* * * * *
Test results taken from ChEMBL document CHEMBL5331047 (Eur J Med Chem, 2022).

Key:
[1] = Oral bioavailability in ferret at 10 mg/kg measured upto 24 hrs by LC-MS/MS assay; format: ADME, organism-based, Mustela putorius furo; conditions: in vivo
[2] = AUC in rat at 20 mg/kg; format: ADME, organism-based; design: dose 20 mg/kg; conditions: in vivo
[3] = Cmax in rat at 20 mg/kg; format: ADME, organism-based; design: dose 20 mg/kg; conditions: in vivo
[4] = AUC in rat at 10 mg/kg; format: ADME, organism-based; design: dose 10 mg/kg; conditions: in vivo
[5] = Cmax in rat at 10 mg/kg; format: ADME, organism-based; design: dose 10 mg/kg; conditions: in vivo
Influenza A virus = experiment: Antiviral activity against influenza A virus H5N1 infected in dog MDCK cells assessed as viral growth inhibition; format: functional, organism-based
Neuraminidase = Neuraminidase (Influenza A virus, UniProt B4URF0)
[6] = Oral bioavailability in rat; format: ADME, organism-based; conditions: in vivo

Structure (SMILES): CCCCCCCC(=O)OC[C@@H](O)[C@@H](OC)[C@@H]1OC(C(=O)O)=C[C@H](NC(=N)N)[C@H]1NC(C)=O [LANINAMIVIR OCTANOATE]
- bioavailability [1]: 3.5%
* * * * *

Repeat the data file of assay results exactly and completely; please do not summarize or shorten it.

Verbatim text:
Test results taken from ChEMBL document CHEMBL5331047 (Eur J Med Chem, 2022).

Key:
[1] = Oral bioavailability in ferret at 10 mg/kg measured upto 24 hrs by LC-MS/MS assay; format: ADME, organism-based, Mustela putorius furo; conditions: in vivo
[2] = AUC in rat at 20 mg/kg; format: ADME, organism-based; design: dose 20 mg/kg; conditions: in vivo
[3] = Cmax in rat at 20 mg/kg; format: ADME, organism-based; design: dose 20 mg/kg; conditions: in vivo
[4] = AUC in rat at 10 mg/kg; format: ADME, organism-based; design: dose 10 mg/kg; conditions: in vivo
[5] = Cmax in rat at 10 mg/kg; format: ADME, organism-based; design: dose 10 mg/kg; conditions: in vivo
Influenza A virus = experiment: Antiviral activity against influenza A virus H5N1 infected in dog MDCK cells assessed as viral growth inhibition; format: functional, organism-based
Neuraminidase = Neuraminidase (Influenza A virus, UniProt B4URF0)
[6] = Oral bioavailability in rat; format: ADME, organism-based; conditions: in vivo

Structure (SMILES): CCCCCCCC(=O)OC[C@@H](O)[C@@H](OC)[C@@H]1OC(C(=O)O)=C[C@H](NC(=N)N)[C@H]1NC(C)=O [LANINAMIVIR OCTANOATE]
- bioavailability [1]: 3.5%